Digest: sha256:4e85ebe01d056b43955250bbac22bdb8734271122e3c78d21e55ee235fc6802d
       Status: Downloaded newer image for ubuntu:latest
    

    Type exit to stop the container and close the powershell.

  5. Start a Dockerized webserver with this command:

       docker run -d -p 80:80 --name webserver nginx
    

    This will download the nginx container image and start it. Here is the output of running this command in a powershell.

       PS C:\Users\jdoe> docker run -d -p 80:80 --name webserver nginx
    
       Unable to find image 'nginx:latest' locally
       latest: Pulling from library/nginx
    
       fdd5d7827f33: Pull complete
       a3ed95caeb02: Pull complete
       716f7a5f3082: Pull complete
       7b10f03a0309: Pull complete
       Digest: sha256:f6a001272d5d324c4c9f3f183e1b69e9e0ff12debeb7a092730d638c33e0de3e
       Status: Downloaded newer image for nginx:latest
       dfe13c68b3b86f01951af617df02be4897184cbf7a8b4d5caf1c3c5bd3fc267f
    
  6. Point your web browser at http://localhost to display the start page.

    (Since you specified the default HTTP port, it isn’t necessary to append :80 at the end of the URL.)

    Run nginx edge>

  7. Run docker ps while your webserver is running to see details on the container.

      PS C:\Users\jdoe> docker ps
    
      CONTAINER ID        IMAGE               COMMAND                  CREATED             STATUS              PORTS
      NAMES
      dfe13c68b3b8        nginx               "nginx -g 'daemon off"   3 days ago          Up 45 seconds       0.0.0.0:80->80/tcp, 443/tc
      p   webserver
    
  8. Stop or remove containers and images.

    The nginx webserver will continue to run in the container on that port until you stop and/or remove the container. If you want to stop the webserver, type: docker stop webserver and start it again with docker start webserver.

    To stop and remove the running container with a single command, type: docker rm -f webserver. This will remove the container, but not the nginx image. You can list local images with docker images. You might want to keep some images around so that you don’t have to pull them again from Docker Hub. To remove an image you no longer need, use docker rmi <imageID>|<imageName>. For example, docker rmi nginx.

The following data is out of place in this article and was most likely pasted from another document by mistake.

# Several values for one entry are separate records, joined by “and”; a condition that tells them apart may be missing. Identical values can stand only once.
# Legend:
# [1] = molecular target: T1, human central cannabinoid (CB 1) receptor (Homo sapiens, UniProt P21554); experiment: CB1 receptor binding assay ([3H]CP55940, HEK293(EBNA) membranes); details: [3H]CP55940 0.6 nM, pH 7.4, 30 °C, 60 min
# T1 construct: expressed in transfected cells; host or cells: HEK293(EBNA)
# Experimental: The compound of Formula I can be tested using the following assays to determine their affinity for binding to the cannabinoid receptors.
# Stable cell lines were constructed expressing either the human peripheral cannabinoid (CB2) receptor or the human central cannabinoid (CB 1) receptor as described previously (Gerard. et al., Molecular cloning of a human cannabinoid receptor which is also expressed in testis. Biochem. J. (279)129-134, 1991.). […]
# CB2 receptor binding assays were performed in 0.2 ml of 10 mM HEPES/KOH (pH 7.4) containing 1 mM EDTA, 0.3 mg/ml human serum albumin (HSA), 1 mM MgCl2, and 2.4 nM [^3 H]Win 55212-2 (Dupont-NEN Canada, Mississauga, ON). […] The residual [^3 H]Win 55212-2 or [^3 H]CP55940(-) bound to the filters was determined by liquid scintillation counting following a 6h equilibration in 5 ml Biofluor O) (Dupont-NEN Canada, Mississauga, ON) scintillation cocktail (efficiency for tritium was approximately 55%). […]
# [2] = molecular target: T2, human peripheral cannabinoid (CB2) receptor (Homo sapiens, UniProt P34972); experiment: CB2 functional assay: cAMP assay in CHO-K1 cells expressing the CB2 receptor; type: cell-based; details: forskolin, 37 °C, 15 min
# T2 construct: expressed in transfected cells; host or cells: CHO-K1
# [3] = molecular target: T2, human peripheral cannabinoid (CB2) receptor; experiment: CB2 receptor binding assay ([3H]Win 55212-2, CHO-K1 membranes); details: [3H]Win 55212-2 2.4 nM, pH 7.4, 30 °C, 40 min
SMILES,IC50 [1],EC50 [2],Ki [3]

Want more example applications? - For more example walkthroughs that include setting up services and databases with Docker Compose, see Example Applications.

Set up tab completion in PowerShell

If you would like to have handy tab completion for Docker commands, you can install the posh-docker PowerShell Module as follows.

  1. Start an “elevated” PowerShell (i.e., run it as administrator).

    To do this, search for PowerShell, right-click, and choose Run as administrator.

    Run PowerShell as administrator

    When asked if you want to allow this app to make changes to your device, click Yes.

  2. Set the script execution policy to allow downloaded scripts signed by trusted publishers to run on your computer. To do so, type this at the PowerShell prompt.
    Set-ExecutionPolicy RemoteSigned
    To check that the policy is set properly, run get-executionpolicy, which should return RemoteSigned.
  3. To enable auto-completion of commands for the current PowerShell only, type:

    Install-Module posh-docker

  4. To make tab completion persistent across all PowerShell sessions, add the command to a $PROFILE by typing these commands at the PowerShell prompt.

     Install-Module -Scope CurrentUser posh-docker -Force
     Add-Content $PROFILE "`nInstall-Module posh-docker"
    

    This creates a $PROFILE if one does not already exist, and adds this line into the file:

    Install-Module posh-docker


    To check that the file was properly created, or simply edit it manually, type this in PowerShell:

    Notepad $PROFILE

Now, when you press tab after typing the first few letters, Docker commands such as start, stop, run, and their options, along with container and image names should now auto-complete.

Docker Settings

When Docker is running, the Docker whale is displayed. By default, the Docker whale icon is placed in the Notifications area. If it is hidden, click the up arrow on the taskbar to show it.

Tip: You can pin the whale outside of the notification box so that it is always visible on the taskbar. To do this, drag-and-drop the whale icon. Or, right-click an empty porition of the taskbar, select Settings, and choose display options through taskbar settings for notifications.

whale pinned to taskbar

Showing hidden apps in the taskbar

To get a popup menu with application options, right-click the whale:

Docker for Windows popup menu

The Settings dialogs provide options to allow Docker auto-start, automatically check for updates, share local drives with Docker containers, enable VPN compatibility, manage CPUs and memory Docker uses, restart Docker, or perform a factory reset.

General

Settings

  • Start Docker when you log in - Automatically start the Docker for Windows application upon Windows system login.